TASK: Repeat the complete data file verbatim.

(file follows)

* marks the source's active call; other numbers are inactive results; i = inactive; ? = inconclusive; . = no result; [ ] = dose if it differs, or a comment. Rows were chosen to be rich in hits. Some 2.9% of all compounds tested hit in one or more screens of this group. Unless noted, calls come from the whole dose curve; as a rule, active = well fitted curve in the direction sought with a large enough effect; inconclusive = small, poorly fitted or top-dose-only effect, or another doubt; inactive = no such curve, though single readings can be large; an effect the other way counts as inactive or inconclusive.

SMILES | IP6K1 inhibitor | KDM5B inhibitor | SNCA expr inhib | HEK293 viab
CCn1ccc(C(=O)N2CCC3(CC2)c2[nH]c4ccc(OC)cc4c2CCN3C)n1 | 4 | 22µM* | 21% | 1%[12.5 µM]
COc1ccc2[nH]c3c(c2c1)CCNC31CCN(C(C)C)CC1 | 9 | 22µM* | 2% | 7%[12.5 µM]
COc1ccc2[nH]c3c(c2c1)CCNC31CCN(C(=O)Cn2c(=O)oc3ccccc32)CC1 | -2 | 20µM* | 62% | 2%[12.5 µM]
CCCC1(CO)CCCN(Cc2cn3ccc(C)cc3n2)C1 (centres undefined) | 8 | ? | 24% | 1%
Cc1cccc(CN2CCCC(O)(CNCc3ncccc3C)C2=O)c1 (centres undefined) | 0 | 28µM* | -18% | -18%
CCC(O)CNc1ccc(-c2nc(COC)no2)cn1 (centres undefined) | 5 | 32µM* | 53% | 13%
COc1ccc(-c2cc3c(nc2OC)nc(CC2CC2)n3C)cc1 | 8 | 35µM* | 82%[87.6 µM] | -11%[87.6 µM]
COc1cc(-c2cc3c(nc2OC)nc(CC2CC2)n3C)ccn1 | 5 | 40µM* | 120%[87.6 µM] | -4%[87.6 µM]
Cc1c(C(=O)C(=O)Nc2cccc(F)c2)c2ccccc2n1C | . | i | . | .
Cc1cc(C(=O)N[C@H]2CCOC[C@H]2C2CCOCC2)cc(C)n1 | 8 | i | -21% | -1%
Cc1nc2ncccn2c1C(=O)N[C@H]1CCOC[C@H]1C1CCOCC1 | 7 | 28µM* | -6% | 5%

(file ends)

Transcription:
* marks the source's active call; other numbers are inactive results; i = inactive; ? = inconclusive; . = no result; [ ] = dose if it differs, or a comment. Rows were chosen to be rich in hits. Some 2.9% of all compounds tested hit in one or more screens of this group. Unless noted, calls come from the whole dose curve; as a rule, active = well fitted curve in the direction sought with a large enough effect; inconclusive = small, poorly fitted or top-dose-only effect, or another doubt; inactive = no such curve, though single readings can be large; an effect the other way counts as inactive or inconclusive.

SMILES | IP6K1 inhibitor | KDM5B inhibitor | SNCA expr inhib | HEK293 viab
CCn1ccc(C(=O)N2CCC3(CC2)c2[nH]c4ccc(OC)cc4c2CCN3C)n1 | 4 | 22µM* | 21% | 1%[12.5 µM]
COc1ccc2[nH]c3c(c2c1)CCNC31CCN(C(C)C)CC1 | 9 | 22µM* | 2% | 7%[12.5 µM]
COc1ccc2[nH]c3c(c2c1)CCNC31CCN(C(=O)Cn2c(=O)oc3ccccc32)CC1 | -2 | 20µM* | 62% | 2%[12.5 µM]
CCCC1(CO)CCCN(Cc2cn3ccc(C)cc3n2)C1 (centres undefined) | 8 | ? | 24% | 1%
Cc1cccc(CN2CCCC(O)(CNCc3ncccc3C)C2=O)c1 (centres undefined) | 0 | 28µM* | -18% | -18%
CCC(O)CNc1ccc(-c2nc(COC)no2)cn1 (centres undefined) | 5 | 32µM* | 53% | 13%
COc1ccc(-c2cc3c(nc2OC)nc(CC2CC2)n3C)cc1 | 8 | 35µM* | 82%[87.6 µM] | -11%[87.6 µM]
COc1cc(-c2cc3c(nc2OC)nc(CC2CC2)n3C)ccn1 | 5 | 40µM* | 120%[87.6 µM] | -4%[87.6 µM]
Cc1c(C(=O)C(=O)Nc2cccc(F)c2)c2ccccc2n1C | . | i | . | .
Cc1cc(C(=O)N[C@H]2CCOC[C@H]2C2CCOCC2)cc(C)n1 | 8 | i | -21% | -1%
Cc1nc2ncccn2c1C(=O)N[C@H]1CCOC[C@H]1C1CCOCC1 | 7 | 28µM* | -6% | 5%